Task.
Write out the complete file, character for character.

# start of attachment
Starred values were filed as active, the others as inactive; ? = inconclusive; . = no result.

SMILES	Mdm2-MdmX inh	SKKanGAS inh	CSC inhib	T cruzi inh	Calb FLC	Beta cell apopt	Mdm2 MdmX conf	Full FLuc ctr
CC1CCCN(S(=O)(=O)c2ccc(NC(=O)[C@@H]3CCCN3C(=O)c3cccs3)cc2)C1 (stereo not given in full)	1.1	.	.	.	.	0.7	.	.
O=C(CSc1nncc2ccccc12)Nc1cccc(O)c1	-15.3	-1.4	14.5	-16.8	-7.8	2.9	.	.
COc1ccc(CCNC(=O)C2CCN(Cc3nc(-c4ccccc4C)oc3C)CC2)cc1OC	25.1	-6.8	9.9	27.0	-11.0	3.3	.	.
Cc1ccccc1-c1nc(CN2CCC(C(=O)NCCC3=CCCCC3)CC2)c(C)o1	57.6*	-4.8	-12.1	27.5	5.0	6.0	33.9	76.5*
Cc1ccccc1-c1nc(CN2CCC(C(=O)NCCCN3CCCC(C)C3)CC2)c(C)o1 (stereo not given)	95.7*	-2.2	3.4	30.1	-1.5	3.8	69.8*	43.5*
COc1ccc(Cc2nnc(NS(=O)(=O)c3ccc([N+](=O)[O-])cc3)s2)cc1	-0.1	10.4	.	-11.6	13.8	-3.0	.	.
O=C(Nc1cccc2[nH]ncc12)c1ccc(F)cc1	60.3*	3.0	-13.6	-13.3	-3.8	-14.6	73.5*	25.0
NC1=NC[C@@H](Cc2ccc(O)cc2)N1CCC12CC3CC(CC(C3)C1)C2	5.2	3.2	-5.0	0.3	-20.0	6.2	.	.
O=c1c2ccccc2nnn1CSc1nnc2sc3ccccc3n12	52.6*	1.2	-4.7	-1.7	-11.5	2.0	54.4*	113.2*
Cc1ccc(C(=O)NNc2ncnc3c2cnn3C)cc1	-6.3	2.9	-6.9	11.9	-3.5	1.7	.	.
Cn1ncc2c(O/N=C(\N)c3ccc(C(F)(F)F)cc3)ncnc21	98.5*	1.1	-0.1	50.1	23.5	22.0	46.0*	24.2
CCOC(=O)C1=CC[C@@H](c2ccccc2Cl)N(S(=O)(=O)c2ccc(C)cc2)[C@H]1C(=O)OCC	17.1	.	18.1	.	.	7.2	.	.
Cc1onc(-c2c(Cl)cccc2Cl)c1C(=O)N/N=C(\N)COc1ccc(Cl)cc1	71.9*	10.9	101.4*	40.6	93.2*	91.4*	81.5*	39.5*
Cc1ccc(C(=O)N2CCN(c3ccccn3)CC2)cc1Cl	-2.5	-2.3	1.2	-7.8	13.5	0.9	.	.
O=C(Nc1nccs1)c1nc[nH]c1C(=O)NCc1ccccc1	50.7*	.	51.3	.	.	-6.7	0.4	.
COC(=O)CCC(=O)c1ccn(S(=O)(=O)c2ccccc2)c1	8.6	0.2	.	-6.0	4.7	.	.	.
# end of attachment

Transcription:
Starred values were filed as active, the others as inactive; ? = inconclusive; . = no result.

SMILES	Mdm2-MdmX inh	SKKanGAS inh	CSC inhib	T cruzi inh	Calb FLC	Beta cell apopt	Mdm2 MdmX conf	Full FLuc ctr
CC1CCCN(S(=O)(=O)c2ccc(NC(=O)[C@@H]3CCCN3C(=O)c3cccs3)cc2)C1 (stereo not given in full)	1.1	.	.	.	.	0.7	.	.
O=C(CSc1nncc2ccccc12)Nc1cccc(O)c1	-15.3	-1.4	14.5	-16.8	-7.8	2.9	.	.
COc1ccc(CCNC(=O)C2CCN(Cc3nc(-c4ccccc4C)oc3C)CC2)cc1OC	25.1	-6.8	9.9	27.0	-11.0	3.3	.	.
Cc1ccccc1-c1nc(CN2CCC(C(=O)NCCC3=CCCCC3)CC2)c(C)o1	57.6*	-4.8	-12.1	27.5	5.0	6.0	33.9	76.5*
Cc1ccccc1-c1nc(CN2CCC(C(=O)NCCCN3CCCC(C)C3)CC2)c(C)o1 (stereo not given)	95.7*	-2.2	3.4	30.1	-1.5	3.8	69.8*	43.5*
COc1ccc(Cc2nnc(NS(=O)(=O)c3ccc([N+](=O)[O-])cc3)s2)cc1	-0.1	10.4	.	-11.6	13.8	-3.0	.	.
O=C(Nc1cccc2[nH]ncc12)c1ccc(F)cc1	60.3*	3.0	-13.6	-13.3	-3.8	-14.6	73.5*	25.0
NC1=NC[C@@H](Cc2ccc(O)cc2)N1CCC12CC3CC(CC(C3)C1)C2	5.2	3.2	-5.0	0.3	-20.0	6.2	.	.
O=c1c2ccccc2nnn1CSc1nnc2sc3ccccc3n12	52.6*	1.2	-4.7	-1.7	-11.5	2.0	54.4*	113.2*
Cc1ccc(C(=O)NNc2ncnc3c2cnn3C)cc1	-6.3	2.9	-6.9	11.9	-3.5	1.7	.	.
Cn1ncc2c(O/N=C(\N)c3ccc(C(F)(F)F)cc3)ncnc21	98.5*	1.1	-0.1	50.1	23.5	22.0	46.0*	24.2
CCOC(=O)C1=CC[C@@H](c2ccccc2Cl)N(S(=O)(=O)c2ccc(C)cc2)[C@H]1C(=O)OCC	17.1	.	18.1	.	.	7.2	.	.
Cc1onc(-c2c(Cl)cccc2Cl)c1C(=O)N/N=C(\N)COc1ccc(Cl)cc1	71.9*	10.9	101.4*	40.6	93.2*	91.4*	81.5*	39.5*
Cc1ccc(C(=O)N2CCN(c3ccccn3)CC2)cc1Cl	-2.5	-2.3	1.2	-7.8	13.5	0.9	.	.
O=C(Nc1nccs1)c1nc[nH]c1C(=O)NCc1ccccc1	50.7*	.	51.3	.	.	-6.7	0.4	.
COC(=O)CCC(=O)c1ccn(S(=O)(=O)c2ccccc2)c1	8.6	0.2	.	-6.0	4.7	.	.	.